5. Just thought I'd update this thread with the news that I'm hopefully going to start CBiT - Comprehensive Behavioural intervention for Tics. I've got to see a neurologist first locally then I can be included in the programme at a tic clinic at St George's Hospital in London which would certainly be interesting - and scary; I don't get out much nor do I take 3 hour train journeys into busy cities regularly. Basically the neurologist appointment - I think according to the St George's website - is going to include a diagnosis of a tic disorder and also screening for other comorbid conditions like the very common ADHD/ADD and OCD. I have a brother with ADHD. I've never really thought of myself as having ADHD, although I have struggled with going the extra mile with my work at school - they always said I wrote the bare minimum. And verbal instructions can be hard to follow a lot of the time. It's most likely due to Asperger's but it's probably worth looking into for the sake of being genetically predisposed to it. OCD-wise I do have intrusive thoughts, I often think the house might burn down when I'm out and I also get the feeling like I've forgotten something when I go somewhere and I don't know what it is. Don't know if it's enough or even if it is OCD sounding. I can push past these thoughts though, it's just not very nice having them in your mind. I am a little aware of that I tend to involve my thoughts with entertaining these things simply because these things fascinates me as someone with autism. I've had some bad nights recently, just the other night I couldn't stop moving in my sleep, I was punching myself in the face with quite some force and eventually I had to get up. The only thing I know that works for me is to play some computer games as that really distracts me but also stimulates me a bit so it was hard getting back to sleep after that too. Eventually I was able to though. I am scared that now I'm doing self injurious behaviour I'm going to get the dreaded coprophenomena. I don't know if it applies to adults with the condition simply because I've now pretty much stopped developing - brain wise, but the mean age for developing coprolalia and the like is about 5 years, I've had Tourette's now for 2 and a half years. I get new tics all the time, most of which are just once time only sort of thing I'm hoping the punching is just a short phase and not an evolution of my other tic where I have to slap myself on the side of my face. Who knows though, I don't.
  6. I started on 10 mg and I'm very happy with it. I'm less anxious, happier and I'm more willing to help other people whereas before I just had no energy to do a lot of things. Quite a big gamble to put me straight onto 10 mg, the max starting dose but it's paid off. That doctor wanted me on 20 mg after two weeks, I'm just on curious what that would have been like but I'm happy at 10 mg, it's improve my quality of life by quite a bit.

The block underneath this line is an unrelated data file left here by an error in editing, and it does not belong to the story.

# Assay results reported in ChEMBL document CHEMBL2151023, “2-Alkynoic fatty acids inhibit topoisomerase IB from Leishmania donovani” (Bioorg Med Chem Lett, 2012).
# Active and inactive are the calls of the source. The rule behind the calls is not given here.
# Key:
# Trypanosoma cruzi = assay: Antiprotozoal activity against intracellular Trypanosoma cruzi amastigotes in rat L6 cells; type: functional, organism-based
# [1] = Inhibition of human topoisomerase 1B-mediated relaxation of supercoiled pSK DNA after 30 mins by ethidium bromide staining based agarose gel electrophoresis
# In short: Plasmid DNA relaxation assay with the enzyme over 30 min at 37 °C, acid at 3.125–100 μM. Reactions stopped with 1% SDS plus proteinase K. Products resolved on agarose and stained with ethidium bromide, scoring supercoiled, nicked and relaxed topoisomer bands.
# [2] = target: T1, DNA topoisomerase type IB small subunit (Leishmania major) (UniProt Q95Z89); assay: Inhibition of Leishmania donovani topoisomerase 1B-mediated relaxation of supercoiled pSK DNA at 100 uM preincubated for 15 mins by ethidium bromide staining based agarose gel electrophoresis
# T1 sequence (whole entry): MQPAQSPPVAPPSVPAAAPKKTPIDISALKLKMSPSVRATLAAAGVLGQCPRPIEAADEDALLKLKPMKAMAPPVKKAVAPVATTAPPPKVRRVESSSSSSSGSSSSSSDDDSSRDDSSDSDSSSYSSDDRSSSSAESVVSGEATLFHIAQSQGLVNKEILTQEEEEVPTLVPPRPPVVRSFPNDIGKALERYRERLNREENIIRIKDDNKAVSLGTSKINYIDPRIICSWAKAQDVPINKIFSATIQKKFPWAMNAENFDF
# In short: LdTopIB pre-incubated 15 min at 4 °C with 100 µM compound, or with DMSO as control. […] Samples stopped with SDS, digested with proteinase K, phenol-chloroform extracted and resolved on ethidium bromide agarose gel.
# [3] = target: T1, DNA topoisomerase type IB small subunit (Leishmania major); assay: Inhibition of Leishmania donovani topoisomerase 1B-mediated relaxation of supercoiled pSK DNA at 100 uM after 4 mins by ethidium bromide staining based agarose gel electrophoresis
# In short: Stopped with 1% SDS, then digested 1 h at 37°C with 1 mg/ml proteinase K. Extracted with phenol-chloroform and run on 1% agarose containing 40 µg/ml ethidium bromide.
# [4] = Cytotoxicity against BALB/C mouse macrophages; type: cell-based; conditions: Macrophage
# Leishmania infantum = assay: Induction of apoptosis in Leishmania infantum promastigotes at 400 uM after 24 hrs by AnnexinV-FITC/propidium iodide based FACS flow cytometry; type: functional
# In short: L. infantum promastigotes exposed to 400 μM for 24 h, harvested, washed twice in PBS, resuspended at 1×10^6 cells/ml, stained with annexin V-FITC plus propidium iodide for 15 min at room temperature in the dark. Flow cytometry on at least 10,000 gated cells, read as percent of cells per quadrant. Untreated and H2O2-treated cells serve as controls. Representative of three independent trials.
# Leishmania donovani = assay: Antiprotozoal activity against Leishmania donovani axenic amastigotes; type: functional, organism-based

7. I do believe that there is less of a weight gain chance with risperidone in comparison to quetiapine.
  8. Never had mania but I can relate to the psychosis part.
  9. Not everything I want to do in life. At my age that's pretty hard to do so soon. However I have recently passed my driver's test and that's opened up so many doors; owning a vehicle is basically the only reliable method of transportation in my area.
  10. I've had it both at 50mg and 100mg. 50 wasn't enough but it was helping when I was going down in risperidone. I've been on 100 mg for a while now and it works really well. I've never had any side effects with lamotrigine.
  11. Well the cynical side of me was right, there really are people on that level of denseness. I stand corrected.
  12. I tend to find fidgeting with things tends to get annoying because I keep picking them back up again!
  13. Yeah, I'm trying to learn to play the bass guitar using a computer game on my PC. I think it's helps to a degree for the time I'm doing it. The big problem at the moment is that I'm generally quite anxious, I've got my driving test on Thursday and it's really not been helping with the tics. Get that out of the way and things should become a bit easier, I hope. I've only been able to find so many helpful things to suppress the slapping tics. As I've said before, putting up the hood on my hoodie softens the blows. I guess what I have to try to learn is to do it as softly as I can, difficult when the urge to do it is strong though. The main problem is that the urge is like lightning, I don't have a lot of time to think about hitting something else so that's quite hard. Thanks for the idea though. I don't know about the grimacing. I would assume so too that it has something to do with your broken tooth too. Nerves can do funny things.
  14. When I'm feeling like shite I have a depression survival guide. Things to do to make me feel physically good. Things like have a shower, doing yoga or just watching that film I've held back on for a time like this. It's harder when you're depressed all the time but it might help to have something like that.
  15. I've thought about ending it too. But for me I've never thought of it as a comforting thought, it's more scary than anything because I don't want to be pushed to that level and I'm afraid that something will push me to that edge.